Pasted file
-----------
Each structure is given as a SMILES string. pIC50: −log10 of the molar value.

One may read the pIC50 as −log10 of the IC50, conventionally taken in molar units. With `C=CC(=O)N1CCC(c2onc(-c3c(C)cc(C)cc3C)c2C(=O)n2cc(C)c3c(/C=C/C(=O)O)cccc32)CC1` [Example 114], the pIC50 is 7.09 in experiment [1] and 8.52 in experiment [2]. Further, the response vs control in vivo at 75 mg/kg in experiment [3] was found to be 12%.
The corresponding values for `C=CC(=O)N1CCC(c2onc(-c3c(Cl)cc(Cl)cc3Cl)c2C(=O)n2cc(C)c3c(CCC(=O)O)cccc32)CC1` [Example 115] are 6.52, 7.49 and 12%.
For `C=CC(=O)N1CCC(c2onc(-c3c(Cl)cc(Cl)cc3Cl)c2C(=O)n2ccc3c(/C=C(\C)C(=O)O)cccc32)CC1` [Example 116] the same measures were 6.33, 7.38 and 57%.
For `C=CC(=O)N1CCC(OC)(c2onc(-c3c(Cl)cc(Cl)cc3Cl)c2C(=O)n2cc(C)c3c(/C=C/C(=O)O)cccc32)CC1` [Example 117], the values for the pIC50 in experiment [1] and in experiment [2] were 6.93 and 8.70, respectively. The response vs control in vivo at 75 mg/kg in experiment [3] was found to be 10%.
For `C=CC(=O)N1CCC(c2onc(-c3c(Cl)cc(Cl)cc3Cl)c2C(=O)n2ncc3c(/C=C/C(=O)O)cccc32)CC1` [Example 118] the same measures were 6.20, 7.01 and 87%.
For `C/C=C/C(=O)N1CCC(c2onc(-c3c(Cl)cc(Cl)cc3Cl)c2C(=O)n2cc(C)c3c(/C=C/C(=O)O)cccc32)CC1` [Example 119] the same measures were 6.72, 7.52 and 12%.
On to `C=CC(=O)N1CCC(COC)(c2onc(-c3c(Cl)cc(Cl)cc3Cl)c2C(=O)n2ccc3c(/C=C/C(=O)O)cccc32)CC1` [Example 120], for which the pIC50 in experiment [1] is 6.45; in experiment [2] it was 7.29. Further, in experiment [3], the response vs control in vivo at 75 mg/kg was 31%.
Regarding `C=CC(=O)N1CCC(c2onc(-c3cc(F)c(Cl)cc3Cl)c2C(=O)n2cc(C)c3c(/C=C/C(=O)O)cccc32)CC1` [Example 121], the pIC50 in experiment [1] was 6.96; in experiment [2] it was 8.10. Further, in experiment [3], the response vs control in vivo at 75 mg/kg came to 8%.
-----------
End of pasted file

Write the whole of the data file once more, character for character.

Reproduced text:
Each structure is given as a SMILES string. pIC50: −log10 of the molar value.

One may read the pIC50 as −log10 of the IC50, conventionally taken in molar units. With `C=CC(=O)N1CCC(c2onc(-c3c(C)cc(C)cc3C)c2C(=O)n2cc(C)c3c(/C=C/C(=O)O)cccc32)CC1` [Example 114], the pIC50 is 7.09 in experiment [1] and 8.52 in experiment [2]. Further, the response vs control in vivo at 75 mg/kg in experiment [3] was found to be 12%.
The corresponding values for `C=CC(=O)N1CCC(c2onc(-c3c(Cl)cc(Cl)cc3Cl)c2C(=O)n2cc(C)c3c(CCC(=O)O)cccc32)CC1` [Example 115] are 6.52, 7.49 and 12%.
For `C=CC(=O)N1CCC(c2onc(-c3c(Cl)cc(Cl)cc3Cl)c2C(=O)n2ccc3c(/C=C(\C)C(=O)O)cccc32)CC1` [Example 116] the same measures were 6.33, 7.38 and 57%.
For `C=CC(=O)N1CCC(OC)(c2onc(-c3c(Cl)cc(Cl)cc3Cl)c2C(=O)n2cc(C)c3c(/C=C/C(=O)O)cccc32)CC1` [Example 117], the values for the pIC50 in experiment [1] and in experiment [2] were 6.93 and 8.70, respectively. The response vs control in vivo at 75 mg/kg in experiment [3] was found to be 10%.
For `C=CC(=O)N1CCC(c2onc(-c3c(Cl)cc(Cl)cc3Cl)c2C(=O)n2ncc3c(/C=C/C(=O)O)cccc32)CC1` [Example 118] the same measures were 6.20, 7.01 and 87%.
For `C/C=C/C(=O)N1CCC(c2onc(-c3c(Cl)cc(Cl)cc3Cl)c2C(=O)n2cc(C)c3c(/C=C/C(=O)O)cccc32)CC1` [Example 119] the same measures were 6.72, 7.52 and 12%.
On to `C=CC(=O)N1CCC(COC)(c2onc(-c3c(Cl)cc(Cl)cc3Cl)c2C(=O)n2ccc3c(/C=C/C(=O)O)cccc32)CC1` [Example 120], for which the pIC50 in experiment [1] is 6.45; in experiment [2] it was 7.29. Further, in experiment [3], the response vs control in vivo at 75 mg/kg was 31%.
Regarding `C=CC(=O)N1CCC(c2onc(-c3cc(F)c(Cl)cc3Cl)c2C(=O)n2cc(C)c3c(/C=C/C(=O)O)cccc32)CC1` [Example 121], the pIC50 in experiment [1] was 6.96; in experiment [2] it was 8.10. Further, in experiment [3], the response vs control in vivo at 75 mg/kg came to 8%.